English as an additional language and my child. What to expect from the University of Nottingham Childcare Services

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1 English as an additional language and my child What to expect from the University of Nottingham Childcare Services

2 Contents Introduction 3 The importance of home languages 4 Children learning English as an additional language 6 What we will do to support your child 8 What you can do to help your child at home 14 What happens if language is slow to develop 15 Frequently asked questions 17 2

3 Introduction Here at Childcare Services we celebrate that we currently have 20 languages in addition to English spoken across the two settings 1. Of these 20 languages spoken, there are 18 used by children and their families attending the settings. In January 2015, 34% of the children in attendance at the Day Nursery had English as an additional language and 80% of children at the Playcentre. You and your families are from a mix of EU and international countries. Across the whole of Childcare Services 20% of children are multilingual. We recognise that with your child our aim is to match their development and learning needs. Our equitable and inclusive provision means that your child is welcomed, nurtured and supported to achieve the best that they can. Staff in our provision are experienced in supporting children for whom English is an additional language. As with all children your keyworker will develop an individual development plan to support your child s development with particular attention to their language. This booklet aims to guide you in how children developing English as an additional language will be supported and how you can help them further at home. 1 Data collected in January 2015 across the whole of Childcare Services 3

4 The importance of home languages Language is important to us all and we use it to communicate our wants and needs, to express our inner thoughts and emotions and to make sense of the world around us. We use it to establish social rules and to maintain our culture. Here at Childcare Services we recognise the importance of your child s first language and how this is part of their family values and culture. We also know that children learn at different rates and learning a language is no exception to this. This is why we place great emphasis on supporting every child in their language development whether they are learning one, two or more languages. The role of the first language in your child s learning is of great importance. Your child needs to develop a strong foundation in the dominant language which is usually the one used in the home. The home language or first language is important for both social and cultural understanding and acceptance. It is important that your child can understand what is being spoken around them when in their home and community for them to value and respect their heritages. It helps maintain positive family and community connections. Often children attending our provisions will be returning to their home countries after a number of months or years with us. Therefore it is important for your child to have a good understanding of, and if possible, spoken language in their mother tongue for them to be accepted back into their home community. 4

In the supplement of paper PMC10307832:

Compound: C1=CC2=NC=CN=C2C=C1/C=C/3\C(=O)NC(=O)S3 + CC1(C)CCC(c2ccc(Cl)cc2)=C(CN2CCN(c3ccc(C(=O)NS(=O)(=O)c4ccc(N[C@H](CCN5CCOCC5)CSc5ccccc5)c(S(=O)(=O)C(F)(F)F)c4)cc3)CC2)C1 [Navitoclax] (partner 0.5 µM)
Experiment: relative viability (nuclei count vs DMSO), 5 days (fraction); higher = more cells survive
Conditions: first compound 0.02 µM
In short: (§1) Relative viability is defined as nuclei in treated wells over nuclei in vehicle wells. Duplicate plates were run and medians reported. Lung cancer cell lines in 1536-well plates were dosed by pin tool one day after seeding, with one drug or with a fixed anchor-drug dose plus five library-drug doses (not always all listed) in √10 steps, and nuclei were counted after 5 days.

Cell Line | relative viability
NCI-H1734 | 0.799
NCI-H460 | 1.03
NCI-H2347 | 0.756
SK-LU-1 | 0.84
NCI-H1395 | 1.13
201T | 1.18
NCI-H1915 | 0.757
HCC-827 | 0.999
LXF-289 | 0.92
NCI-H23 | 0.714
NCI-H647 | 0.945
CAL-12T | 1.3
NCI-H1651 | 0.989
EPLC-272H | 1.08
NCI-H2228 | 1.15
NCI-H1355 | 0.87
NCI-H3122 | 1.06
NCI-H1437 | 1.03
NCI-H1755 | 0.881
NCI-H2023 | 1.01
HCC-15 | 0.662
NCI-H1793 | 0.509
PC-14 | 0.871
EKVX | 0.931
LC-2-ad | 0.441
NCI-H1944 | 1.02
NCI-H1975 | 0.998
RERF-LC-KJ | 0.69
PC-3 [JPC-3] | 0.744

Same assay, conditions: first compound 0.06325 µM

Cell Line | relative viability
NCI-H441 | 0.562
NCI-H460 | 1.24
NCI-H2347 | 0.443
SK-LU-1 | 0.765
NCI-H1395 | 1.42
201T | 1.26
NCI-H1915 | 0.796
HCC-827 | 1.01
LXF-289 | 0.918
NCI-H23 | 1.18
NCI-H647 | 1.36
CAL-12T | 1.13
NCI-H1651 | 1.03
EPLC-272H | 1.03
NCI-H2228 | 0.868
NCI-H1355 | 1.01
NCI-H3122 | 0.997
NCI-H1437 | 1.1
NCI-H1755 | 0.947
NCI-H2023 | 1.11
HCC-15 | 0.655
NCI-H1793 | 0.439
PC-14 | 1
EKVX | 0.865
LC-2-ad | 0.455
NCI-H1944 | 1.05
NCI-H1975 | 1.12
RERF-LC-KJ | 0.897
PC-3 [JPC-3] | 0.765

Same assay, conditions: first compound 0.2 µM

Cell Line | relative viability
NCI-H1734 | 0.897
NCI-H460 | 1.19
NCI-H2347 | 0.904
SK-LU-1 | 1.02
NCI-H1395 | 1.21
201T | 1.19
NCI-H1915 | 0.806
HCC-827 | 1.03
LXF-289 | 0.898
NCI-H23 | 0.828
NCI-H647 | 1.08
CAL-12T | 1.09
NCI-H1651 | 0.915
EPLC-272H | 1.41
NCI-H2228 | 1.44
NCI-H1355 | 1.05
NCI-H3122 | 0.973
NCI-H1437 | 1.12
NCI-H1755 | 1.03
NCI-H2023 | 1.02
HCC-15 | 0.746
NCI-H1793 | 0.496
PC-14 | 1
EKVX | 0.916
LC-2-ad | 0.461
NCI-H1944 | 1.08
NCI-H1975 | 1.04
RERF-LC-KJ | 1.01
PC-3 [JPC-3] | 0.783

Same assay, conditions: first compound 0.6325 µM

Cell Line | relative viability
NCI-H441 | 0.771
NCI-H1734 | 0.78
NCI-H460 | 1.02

5 We encourage a home language as a foundation for language development, and this will then support the development of English. This is why we encourage you to continue to use your child s home language at home. If home languages are not used you may lose the ability to share thoughts and ideas with your child and inevitably the ability to shape, guide and influence their lives. 5

6 Children learning English as an additional language It is important for everyone to remember that children learning English as an additional language (EAL) are as able as any other children. Many children go through a silent phase however as children usually understand more than they can say, this is just another phase of their learning. Understanding is always in advance of spoken language and it is important that children do not feel pressured to speak before they feel confident and ready. However, it is essential that adults around them continue to talk with the expectation that children will respond. Young children are very open to learning new languages. One of the first windows of opportunity for language comes early in life. At six months a baby learns which mouth movements go with sounds, hence the importance of face to face conversations. By the second year of life they are able to make connections with what they hear and see. For example when a child sees a picture and hears the name or word given to it they understand the two are connected. Reciting nursery rhymes, songs and poems and looking at books helps to develop this. Between 24 and 35 months children are able to form mental symbols for objects, people and events. This is 6